Working with Snarky Puppy’s now familiar funk, improv, and the jazz-based sound was one thing, states Buckley. Conveying the honesty of Bokanté’s music, with its disparate musical influences – music that also reflects the respective personal journeys of co-writers League and Tirolien – and ensuring that the two groups were in harmony, was another.
“Part of Michael’s brilliance as a composer is the way he captures the mosaic feeling of the group,” offers Buckley. “Each member of Bokanté is a virtuoso on their chosen instrument and a musical cog that eventually forms the overall sound. We honed the various elements and chipped away at anything we felt was unnecessary, and rewrote when we felt we’d missed the target, to make the record feel even more cohesive. There’s such a beautiful imagining of these compositions with an absolute non-compromise on the groove and feel.”
Listen to What Heat, to its earthy, almost rooted sound (think low brass, big strings, spiced up woodwinds), to the Creole and French–sung songs given life and magic by Malika Tirolien’s astounding voice, and it’s hard to believe that Bokanté was only founded just over a year ago, releasing a debut album, Strange Circles, that hinted at magnificent things to come. What Heat fulfills that promise, and then some.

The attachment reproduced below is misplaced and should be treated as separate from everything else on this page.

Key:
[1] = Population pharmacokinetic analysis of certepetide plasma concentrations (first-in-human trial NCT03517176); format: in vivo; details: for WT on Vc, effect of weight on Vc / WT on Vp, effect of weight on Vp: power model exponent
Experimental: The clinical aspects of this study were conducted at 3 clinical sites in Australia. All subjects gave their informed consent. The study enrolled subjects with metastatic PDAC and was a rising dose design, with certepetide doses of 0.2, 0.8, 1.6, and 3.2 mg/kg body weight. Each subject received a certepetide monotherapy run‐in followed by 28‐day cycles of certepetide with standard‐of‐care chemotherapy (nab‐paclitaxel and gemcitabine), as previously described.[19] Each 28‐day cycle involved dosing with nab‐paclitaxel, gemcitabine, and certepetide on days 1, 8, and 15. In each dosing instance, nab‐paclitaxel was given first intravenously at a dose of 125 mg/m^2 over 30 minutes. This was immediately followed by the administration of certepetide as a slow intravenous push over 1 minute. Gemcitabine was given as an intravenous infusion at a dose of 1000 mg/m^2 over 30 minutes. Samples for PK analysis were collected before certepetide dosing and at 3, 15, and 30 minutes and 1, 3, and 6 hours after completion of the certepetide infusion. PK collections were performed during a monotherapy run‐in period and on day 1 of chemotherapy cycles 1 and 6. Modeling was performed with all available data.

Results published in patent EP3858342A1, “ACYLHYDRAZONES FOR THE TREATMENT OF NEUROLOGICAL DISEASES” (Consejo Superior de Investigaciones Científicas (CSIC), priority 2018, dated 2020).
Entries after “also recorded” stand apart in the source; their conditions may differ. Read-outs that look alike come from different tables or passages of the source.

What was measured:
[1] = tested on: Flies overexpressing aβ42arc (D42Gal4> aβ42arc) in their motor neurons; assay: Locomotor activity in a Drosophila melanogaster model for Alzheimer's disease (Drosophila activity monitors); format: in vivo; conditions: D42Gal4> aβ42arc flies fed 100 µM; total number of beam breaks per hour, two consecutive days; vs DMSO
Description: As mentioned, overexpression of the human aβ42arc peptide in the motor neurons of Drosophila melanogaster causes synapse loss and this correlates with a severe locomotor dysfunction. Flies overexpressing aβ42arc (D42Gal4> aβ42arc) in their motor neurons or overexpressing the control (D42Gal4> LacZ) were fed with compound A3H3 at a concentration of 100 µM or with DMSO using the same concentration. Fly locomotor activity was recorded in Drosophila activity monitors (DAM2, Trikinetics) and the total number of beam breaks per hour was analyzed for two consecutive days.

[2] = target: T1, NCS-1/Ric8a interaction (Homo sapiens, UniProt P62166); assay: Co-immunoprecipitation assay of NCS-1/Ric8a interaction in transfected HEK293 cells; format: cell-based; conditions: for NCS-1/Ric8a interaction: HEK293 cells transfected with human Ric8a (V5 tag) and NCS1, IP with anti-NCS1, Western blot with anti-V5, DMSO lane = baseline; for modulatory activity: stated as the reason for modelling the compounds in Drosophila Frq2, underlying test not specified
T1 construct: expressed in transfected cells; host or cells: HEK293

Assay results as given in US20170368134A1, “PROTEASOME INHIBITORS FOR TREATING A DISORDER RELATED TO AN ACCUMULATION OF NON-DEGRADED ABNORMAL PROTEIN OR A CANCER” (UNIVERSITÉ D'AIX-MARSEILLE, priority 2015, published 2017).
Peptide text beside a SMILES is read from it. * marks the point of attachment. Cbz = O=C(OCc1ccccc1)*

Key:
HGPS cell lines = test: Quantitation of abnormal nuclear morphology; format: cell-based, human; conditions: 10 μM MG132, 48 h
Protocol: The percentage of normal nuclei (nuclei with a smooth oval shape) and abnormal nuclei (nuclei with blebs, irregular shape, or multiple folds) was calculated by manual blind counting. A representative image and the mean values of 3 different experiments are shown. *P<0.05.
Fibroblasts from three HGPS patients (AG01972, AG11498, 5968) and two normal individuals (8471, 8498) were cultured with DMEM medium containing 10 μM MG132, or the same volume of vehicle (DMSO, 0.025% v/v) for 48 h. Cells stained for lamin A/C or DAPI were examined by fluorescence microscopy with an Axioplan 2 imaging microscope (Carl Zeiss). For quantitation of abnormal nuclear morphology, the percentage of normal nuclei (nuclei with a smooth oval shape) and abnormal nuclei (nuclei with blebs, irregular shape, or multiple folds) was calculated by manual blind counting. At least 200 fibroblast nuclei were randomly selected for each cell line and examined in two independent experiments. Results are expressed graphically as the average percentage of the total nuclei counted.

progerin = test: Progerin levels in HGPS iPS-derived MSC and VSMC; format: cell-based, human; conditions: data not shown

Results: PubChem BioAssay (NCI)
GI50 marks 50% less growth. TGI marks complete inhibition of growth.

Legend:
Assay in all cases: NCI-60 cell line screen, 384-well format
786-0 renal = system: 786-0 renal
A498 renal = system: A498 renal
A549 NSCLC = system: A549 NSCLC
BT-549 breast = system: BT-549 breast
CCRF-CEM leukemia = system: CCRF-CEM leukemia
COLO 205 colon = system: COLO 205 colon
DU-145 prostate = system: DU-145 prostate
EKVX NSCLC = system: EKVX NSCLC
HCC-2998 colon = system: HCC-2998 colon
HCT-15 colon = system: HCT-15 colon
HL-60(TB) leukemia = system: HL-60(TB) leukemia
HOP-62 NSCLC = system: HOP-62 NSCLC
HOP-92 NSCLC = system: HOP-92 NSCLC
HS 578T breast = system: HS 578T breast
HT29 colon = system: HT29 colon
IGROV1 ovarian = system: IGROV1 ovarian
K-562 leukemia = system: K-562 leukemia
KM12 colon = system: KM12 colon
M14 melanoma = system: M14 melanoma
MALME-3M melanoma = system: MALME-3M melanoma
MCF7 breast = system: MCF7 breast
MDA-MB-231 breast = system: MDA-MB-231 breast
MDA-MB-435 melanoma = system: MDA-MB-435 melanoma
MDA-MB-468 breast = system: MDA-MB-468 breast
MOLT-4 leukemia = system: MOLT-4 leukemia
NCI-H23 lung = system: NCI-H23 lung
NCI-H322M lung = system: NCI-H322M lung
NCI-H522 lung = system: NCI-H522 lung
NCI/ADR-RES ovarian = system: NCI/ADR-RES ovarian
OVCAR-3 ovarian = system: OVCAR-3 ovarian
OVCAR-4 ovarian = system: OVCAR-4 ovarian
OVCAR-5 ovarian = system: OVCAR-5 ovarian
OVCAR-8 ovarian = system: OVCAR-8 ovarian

“I wanted to put together a band that traces the blues from its roots in Africa and the Arab world throughout the diaspora and into a modern context,” says League, here playing everything from oud, Minimoog and fretless acoustic bass to bendir, riq and daf frame drum; he’s spent time studying Turkish percussion in Istanbul, and it shows. “A big part of the blues belongs to an acoustic idiom; I wanted this band to pursue how groove–based and soulful it can be.”
Joining League are Snarky guitarists Chris McQueen and Bob Lanzetti, and Miami–based pedal steel virtuoso, Roosevelt Collier. The group’s three main percussionists include Keita Ogawa – Nagasaki–raised, Rio–trained, a veteran of orchestras including the London Symphony and the group backing superstar cellist, Yo-Yo Ma. There is Jamey Haddad, the percussionist’s percussionist, ex–Berkeley music professor and longtime rhythm man for Sting and Paul Simon.